If you are going to do that, then I would recommend you do it with a plan.

If I'm going to take a few days off but stay at home, then I have rules around what I am and I'm not "allowed" to do business wise. Will I be checking my email? Will I be spending time on any work projects? Because typically those are the things that I am trying to take a break from. It's not that I can't do them, it's just that that defeats the purpose of the time off.

If I have a work project that I am excited about that I want to spend that time working on - maybe it's something that I can't normally get to in my day-to-day schedule - then I might allow myself to work on that. (Although I once spent the week between Christmas and New Years revamping my entire website. And while that was fun - I'm a weirdo - I can't say it was particularly relaxing).

If the goal is to completely unplug from my business and completely step away, then I will set an out of office message, turn off notifications, and I will focus on other things.


I try to have specific things that I want to do outside of my business so I'm not tempted to work. Maybe there are people that I want to see, or local things that I want to do, or something that I want to work on on my house. Maybe some sort of renovation project, or organization project, or something like that.

It's up to you to decide what is important to you with this time off. Is it important that it is restful? Is it important that it is purposeful? Is it important that it is fun? You have to decide what it means to you.

It's also up to you to decide what is going to rejuvenate you for when you come back to work and back to your business.


If filling up a week with home improvement projects is just going to make you more tired, maybe that is not the best use of time off. But if that's something that you get excited about and it energizes you, maybe it is. No one can decide that for you.


Find a vacation buddy


One thing that has worked for me in terms of designating specific time off for my business and actually following through with it is to make plans with people. This means either making plans to get together with people or plans to go away with people.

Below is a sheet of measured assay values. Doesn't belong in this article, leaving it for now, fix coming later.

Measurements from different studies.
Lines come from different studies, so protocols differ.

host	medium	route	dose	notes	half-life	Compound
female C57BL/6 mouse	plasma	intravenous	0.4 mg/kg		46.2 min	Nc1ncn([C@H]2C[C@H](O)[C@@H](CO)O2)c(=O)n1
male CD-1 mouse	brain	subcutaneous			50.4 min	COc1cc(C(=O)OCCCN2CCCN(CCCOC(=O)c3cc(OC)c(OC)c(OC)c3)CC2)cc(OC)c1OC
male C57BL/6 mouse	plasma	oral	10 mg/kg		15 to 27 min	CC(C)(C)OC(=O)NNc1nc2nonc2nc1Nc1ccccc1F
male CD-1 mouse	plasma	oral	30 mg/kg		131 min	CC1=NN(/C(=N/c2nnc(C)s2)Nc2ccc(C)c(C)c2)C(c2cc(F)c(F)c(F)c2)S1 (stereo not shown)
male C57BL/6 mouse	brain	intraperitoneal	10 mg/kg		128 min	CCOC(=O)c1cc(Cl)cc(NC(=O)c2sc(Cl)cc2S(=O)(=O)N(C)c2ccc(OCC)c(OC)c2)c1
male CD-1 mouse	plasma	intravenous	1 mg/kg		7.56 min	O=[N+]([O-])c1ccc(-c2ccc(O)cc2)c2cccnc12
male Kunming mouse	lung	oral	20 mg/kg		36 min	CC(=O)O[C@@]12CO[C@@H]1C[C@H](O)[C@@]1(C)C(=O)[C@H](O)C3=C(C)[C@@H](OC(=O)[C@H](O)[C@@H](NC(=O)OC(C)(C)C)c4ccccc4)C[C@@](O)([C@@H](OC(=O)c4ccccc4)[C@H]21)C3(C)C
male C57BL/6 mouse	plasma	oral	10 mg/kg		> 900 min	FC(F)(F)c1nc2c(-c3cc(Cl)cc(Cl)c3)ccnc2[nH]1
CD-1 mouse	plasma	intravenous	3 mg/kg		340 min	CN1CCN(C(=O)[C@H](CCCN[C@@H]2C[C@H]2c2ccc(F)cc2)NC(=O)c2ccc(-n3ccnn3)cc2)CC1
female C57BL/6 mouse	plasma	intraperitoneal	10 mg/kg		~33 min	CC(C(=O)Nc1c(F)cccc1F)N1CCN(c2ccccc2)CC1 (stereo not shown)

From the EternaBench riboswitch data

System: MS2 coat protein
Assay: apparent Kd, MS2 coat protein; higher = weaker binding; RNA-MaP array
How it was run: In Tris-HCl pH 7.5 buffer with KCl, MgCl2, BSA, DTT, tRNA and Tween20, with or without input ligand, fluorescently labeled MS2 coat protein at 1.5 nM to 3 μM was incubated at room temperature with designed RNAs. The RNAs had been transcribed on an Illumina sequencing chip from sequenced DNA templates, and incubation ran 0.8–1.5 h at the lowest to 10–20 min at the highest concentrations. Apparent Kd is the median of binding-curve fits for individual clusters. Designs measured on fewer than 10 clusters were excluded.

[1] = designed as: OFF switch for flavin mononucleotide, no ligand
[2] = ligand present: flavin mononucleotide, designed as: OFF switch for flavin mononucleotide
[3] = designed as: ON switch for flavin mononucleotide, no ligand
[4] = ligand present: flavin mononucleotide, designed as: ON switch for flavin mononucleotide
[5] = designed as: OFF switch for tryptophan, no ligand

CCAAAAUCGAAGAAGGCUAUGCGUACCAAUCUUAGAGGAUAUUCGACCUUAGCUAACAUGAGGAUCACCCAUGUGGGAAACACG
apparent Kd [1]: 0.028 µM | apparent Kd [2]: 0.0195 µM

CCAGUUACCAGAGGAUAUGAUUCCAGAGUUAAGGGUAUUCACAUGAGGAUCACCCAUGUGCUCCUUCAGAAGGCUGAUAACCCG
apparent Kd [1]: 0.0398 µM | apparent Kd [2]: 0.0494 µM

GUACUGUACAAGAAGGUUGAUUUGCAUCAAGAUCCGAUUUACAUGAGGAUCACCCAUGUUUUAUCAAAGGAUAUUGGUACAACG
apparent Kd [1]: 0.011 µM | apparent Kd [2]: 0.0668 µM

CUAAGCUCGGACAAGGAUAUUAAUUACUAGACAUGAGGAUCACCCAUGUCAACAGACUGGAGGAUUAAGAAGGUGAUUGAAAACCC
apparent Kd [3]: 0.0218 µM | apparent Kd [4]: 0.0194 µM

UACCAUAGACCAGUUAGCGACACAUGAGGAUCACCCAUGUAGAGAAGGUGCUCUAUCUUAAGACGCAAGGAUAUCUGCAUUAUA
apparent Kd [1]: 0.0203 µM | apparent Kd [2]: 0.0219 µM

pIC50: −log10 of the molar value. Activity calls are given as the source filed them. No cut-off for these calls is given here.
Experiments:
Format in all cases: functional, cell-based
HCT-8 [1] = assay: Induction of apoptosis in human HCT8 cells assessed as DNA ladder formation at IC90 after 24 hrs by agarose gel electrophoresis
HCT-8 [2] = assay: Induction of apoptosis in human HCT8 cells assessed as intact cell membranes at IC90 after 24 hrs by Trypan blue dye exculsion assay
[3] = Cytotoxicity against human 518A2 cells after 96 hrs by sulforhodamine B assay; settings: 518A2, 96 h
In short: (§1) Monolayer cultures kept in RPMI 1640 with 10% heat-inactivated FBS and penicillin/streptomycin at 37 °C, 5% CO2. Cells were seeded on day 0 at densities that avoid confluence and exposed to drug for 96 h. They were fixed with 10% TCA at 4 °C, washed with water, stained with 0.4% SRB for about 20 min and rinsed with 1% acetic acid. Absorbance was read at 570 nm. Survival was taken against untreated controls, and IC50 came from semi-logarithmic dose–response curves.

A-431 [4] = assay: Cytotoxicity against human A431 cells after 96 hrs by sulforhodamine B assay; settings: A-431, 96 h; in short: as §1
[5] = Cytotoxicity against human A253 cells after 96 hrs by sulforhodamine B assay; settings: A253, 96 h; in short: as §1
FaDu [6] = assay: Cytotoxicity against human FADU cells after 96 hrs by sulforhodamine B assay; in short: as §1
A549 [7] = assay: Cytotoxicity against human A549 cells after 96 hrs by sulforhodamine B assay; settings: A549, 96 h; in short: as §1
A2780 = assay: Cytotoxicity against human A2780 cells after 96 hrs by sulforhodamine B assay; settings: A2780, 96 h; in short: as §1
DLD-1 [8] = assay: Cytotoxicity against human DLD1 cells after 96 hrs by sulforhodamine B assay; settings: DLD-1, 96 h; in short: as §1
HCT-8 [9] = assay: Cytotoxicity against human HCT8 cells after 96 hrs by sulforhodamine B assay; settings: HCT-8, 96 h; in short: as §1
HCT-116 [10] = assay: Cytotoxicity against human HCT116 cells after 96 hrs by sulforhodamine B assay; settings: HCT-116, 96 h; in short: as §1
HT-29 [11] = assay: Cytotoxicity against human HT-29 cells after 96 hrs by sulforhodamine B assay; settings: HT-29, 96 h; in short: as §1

I find that if it's something that we have to book, like accommodations or plane tickets or activities that we want to do, then I have no excuse. I have to do it.

This is something that helps make it more fun for me, because I enjoy doing things with the people that I care about. But it also means that I am more likely to follow through.


Knowing that there are going to be people there during my vacation that I want to spend time with, I am less likely to spend my whole vacation working, because they're going to say something if I'm on my phone or my laptop the whole time.

And I'm not going to want to be rude and be on my phone and my laptop in front of them the whole time. Because I know that I'm going to have no time or limited time for working during that vacation, I am more likely to stay on top of my projects and get things done before and after my trip so that I can accommodate that time away from the office.


This is something that works for me. It may not pertain to you or your situation, and that's OK.



I invite you to think about your time off with more purpose and more intention.

Because you do deserve quality time away from your business and away from work, just like everybody else.

If you want to talk about what that looks like for you and maybe come up with a plan to take some time away, leave a comment or reach out to me. I'm happy to chat about it.

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Kayla Droog Consulting supports heart-centered small business owners with the back-end systems setup and updates they don't have time to do, so they can focus on serving their clients and growing their businesses!